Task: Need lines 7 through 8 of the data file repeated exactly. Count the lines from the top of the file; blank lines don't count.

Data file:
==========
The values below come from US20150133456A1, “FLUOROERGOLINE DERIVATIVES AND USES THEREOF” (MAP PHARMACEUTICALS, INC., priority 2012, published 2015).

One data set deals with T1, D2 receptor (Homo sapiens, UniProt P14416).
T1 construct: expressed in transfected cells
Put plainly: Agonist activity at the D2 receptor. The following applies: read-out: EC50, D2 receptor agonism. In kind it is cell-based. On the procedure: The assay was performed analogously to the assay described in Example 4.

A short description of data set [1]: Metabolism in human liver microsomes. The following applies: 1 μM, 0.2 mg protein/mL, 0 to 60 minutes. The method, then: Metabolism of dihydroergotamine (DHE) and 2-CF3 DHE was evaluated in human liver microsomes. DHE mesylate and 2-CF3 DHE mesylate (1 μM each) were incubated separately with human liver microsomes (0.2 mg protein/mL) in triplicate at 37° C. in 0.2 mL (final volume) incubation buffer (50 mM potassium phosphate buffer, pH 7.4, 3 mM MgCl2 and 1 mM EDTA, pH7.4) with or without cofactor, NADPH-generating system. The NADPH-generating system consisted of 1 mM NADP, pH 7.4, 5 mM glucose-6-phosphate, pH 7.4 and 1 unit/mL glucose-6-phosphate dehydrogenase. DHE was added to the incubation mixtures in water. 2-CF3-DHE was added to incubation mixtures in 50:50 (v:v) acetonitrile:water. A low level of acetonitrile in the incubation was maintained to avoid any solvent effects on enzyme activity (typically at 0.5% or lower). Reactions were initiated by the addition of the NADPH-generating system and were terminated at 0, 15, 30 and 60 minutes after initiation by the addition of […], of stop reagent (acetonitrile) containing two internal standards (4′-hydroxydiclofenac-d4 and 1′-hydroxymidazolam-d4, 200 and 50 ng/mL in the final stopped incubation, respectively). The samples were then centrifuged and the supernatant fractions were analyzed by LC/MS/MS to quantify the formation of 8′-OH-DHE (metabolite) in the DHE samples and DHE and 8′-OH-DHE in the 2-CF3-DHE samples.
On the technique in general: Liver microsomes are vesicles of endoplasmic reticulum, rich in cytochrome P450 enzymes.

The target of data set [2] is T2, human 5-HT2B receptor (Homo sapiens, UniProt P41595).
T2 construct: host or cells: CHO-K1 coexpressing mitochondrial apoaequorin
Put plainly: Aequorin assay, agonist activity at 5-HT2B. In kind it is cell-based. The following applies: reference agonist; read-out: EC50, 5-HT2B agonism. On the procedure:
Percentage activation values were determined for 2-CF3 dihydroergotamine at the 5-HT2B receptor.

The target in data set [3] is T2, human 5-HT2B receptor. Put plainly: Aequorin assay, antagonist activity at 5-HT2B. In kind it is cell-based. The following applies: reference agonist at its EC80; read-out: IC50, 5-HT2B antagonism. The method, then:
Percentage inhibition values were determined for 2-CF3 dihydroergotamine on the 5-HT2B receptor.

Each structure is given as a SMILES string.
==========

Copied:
The target of data set [2] is T2, human 5-HT2B receptor (Homo sapiens, UniProt P41595).
T2 construct: host or cells: CHO-K1 coexpressing mitochondrial apoaequorin